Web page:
The cases of Owens v. Truckstops of America and Ridings v. Ralph M. Parsons Co., illustrate the Court's approach to transitional cases.   In Owens v. Truckstops of America, the case had been pending for more than three years when the opinion in McIntyre was released.   The plaintiff then sought to amend his complaint to add two additional alleged tortfeasors as defendants;  those parties claimed that the plaintiff was barred from suing them by the statutes of limitations.   The Court noted that “application of comparative fault principles in this case would limit the plaintiff's recovery to that portion of the damages corresponding to the fault attributable to [the originally named defendant] without granting to the plaintiff the benefit of other rights recognized in McIntyre, and, therefore, could impose upon him a significant unfairness.”  Owens v. Truckstops of America, 915 S.W.2d at 426.   The Court held that “fairness and efficiency must be the controlling principles in adjudicating those cases commenced prior to the decision in McIntyre which cannot be conformed to all of the procedures contemplated by the doctrine of comparative fault.”  Id. at 424.   The Court devised a remedy to prevent injustice to the parties, finding, “the equitable results contemplated by the doctrine of comparative fault can be best accomplished in this case by not relieving [the named defendant] of the joint and several liability which existed when the plaintiff's cause of action against [it] accrued, and by allowing [the named defendant] to pursue its third-party claims against [the other two tortfeasors].”  Id. at 434.

In the case of Ridings v. Ralph M. Parsons Co., the tort defendants sought to assert as an affirmative defense that the employer contributed to the employee's injuries.   The defendants argued that under McIntyre, “fault can be attributed to the employer, and the liability of the defendants [could] be decreased accordingly, without the imposition of liability upon the employer.”  Ridings v. Ralph M. Parsons Co., 914 S.W.2d at 81.   Though Ridings was a transitional case,4 the Court found that “application of comparative fault principles to this case requires no transitional procedure [because] the acts and omissions of an employer covered by the worker's compensation law neither enlarge nor limit the rights or liabilities of any party to a tort action by an employee governed by the doctrine of comparative fault.”  Id. at 80-81.   The Court concluded that “fault may be attributed only to those persons against whom the plaintiff has a cause of action in tort.”  Id. at 81.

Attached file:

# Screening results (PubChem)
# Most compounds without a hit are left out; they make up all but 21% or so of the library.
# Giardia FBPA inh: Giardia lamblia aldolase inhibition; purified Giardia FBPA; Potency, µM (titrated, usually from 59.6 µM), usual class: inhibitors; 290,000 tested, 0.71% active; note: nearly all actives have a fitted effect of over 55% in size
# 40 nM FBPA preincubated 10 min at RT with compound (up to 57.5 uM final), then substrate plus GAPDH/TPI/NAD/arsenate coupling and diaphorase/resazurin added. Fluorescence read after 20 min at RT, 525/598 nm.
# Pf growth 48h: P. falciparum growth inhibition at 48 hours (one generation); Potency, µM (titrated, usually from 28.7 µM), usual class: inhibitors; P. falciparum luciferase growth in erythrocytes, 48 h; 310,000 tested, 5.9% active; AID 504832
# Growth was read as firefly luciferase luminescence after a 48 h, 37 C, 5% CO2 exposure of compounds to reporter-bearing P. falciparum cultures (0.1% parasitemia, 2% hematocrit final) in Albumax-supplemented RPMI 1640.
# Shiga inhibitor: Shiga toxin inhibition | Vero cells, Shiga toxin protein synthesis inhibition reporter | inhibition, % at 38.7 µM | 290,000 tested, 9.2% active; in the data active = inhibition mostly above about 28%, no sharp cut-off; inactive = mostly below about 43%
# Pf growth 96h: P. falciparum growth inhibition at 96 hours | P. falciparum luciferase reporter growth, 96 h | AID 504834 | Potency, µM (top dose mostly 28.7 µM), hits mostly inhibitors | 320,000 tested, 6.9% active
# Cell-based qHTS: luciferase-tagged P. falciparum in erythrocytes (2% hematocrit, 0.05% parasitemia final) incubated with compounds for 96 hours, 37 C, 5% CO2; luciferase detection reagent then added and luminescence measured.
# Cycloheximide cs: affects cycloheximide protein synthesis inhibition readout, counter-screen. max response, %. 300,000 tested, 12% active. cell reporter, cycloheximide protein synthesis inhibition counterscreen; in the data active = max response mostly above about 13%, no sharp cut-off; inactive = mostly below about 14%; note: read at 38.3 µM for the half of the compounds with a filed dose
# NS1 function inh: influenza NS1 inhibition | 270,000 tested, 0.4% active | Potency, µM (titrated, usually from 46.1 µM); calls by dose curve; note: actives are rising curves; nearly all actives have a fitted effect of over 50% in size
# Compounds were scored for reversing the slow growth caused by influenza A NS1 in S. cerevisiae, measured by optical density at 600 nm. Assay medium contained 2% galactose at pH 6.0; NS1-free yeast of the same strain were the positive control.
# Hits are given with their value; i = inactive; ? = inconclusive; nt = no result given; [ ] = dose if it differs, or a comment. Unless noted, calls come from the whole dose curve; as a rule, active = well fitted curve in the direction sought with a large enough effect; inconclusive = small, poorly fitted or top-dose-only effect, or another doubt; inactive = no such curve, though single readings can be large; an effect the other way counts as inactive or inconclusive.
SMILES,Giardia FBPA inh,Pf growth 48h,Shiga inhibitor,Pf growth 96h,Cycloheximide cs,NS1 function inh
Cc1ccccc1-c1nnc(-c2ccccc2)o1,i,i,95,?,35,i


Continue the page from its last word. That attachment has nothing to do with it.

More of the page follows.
This holding was affirmed in Snyder v. LTG Lufttechnische GmbH, 955 S.W.2d 252 (Tenn.1997), where the Court stated:

․ [T]he employer cannot be found to be the proximate, or legal, cause of the plaintiff's injuries because the employer is immune from tort liability under Tenn.Code Ann. § 50-6-108(a).   By enacting Tenn.Code Ann. § 50-6-108(a), the legislature has already determined that for policy reasons the employer may not be the legal cause of the plaintiff's injuries.

Id. at 256.

A review of the proceedings in this case shows that, like in Ridings, the plaintiff's rights have not been adversely affected by the principles of comparative fault.   The plaintiff, because he was covered by the workers' compensation law, did not have a right to sue his employer in tort prior to or subsequent to the adoption of comparative fault.   See Tenn.Code Ann. § 50-6-108(a).   His right to sue a third party tortfeasor was not affected by the comparative fault requirement that the jury reduce the award against a third party tortfeasor by the percent of the total fault attributed to the plaintiff.   In fact, a finding by the jury that he was partially at fault would have precluded any recovery by him prior to McIntyre.   See McIntyre v. Balentine, 833 S.W.2d at 54.

The only way in which the plaintiff's right to recover has been affected adversely in this case was by the attribution of a portion of the fault to the employer.   As discussed previously, this issue was specifically resolved in Ridings, an opinion which was released after the trial in this case.   Under Ridings, the trial court erred in instructing the jury that fault could be attributed to the employer, and the plaintiff would have been entitled to relief from that error on appeal.   However, the plaintiff did not appeal, but instead accepted payment of the judgment awarded against Ross Engineering as satisfaction in full for his cause of action.   Of course, this Court cannot provide relief for errors that are not preserved on appeal.

The decisions governing the application of comparative fault principles have sought to achieve fairness to the parties within the constraints of statutory law providing immunity in particular situations:

Limiting the parties to whom fault may be attributed to those subject to liability, accomplishes the policy objectives of fairness and efficiency.   Since liability is several and is in direct proportion to legal fault, each defendant will be liable only for the percentage of the damages caused by it.   Since fault is limited to the plaintiff and those against whom the plaintiff has a cause of action, the plaintiff is not denied the right to recover those damages to which it is entitled.   However, the plaintiff will bear the loss for any liability that it fails or is unable to assert and any judgment that cannot be enforced.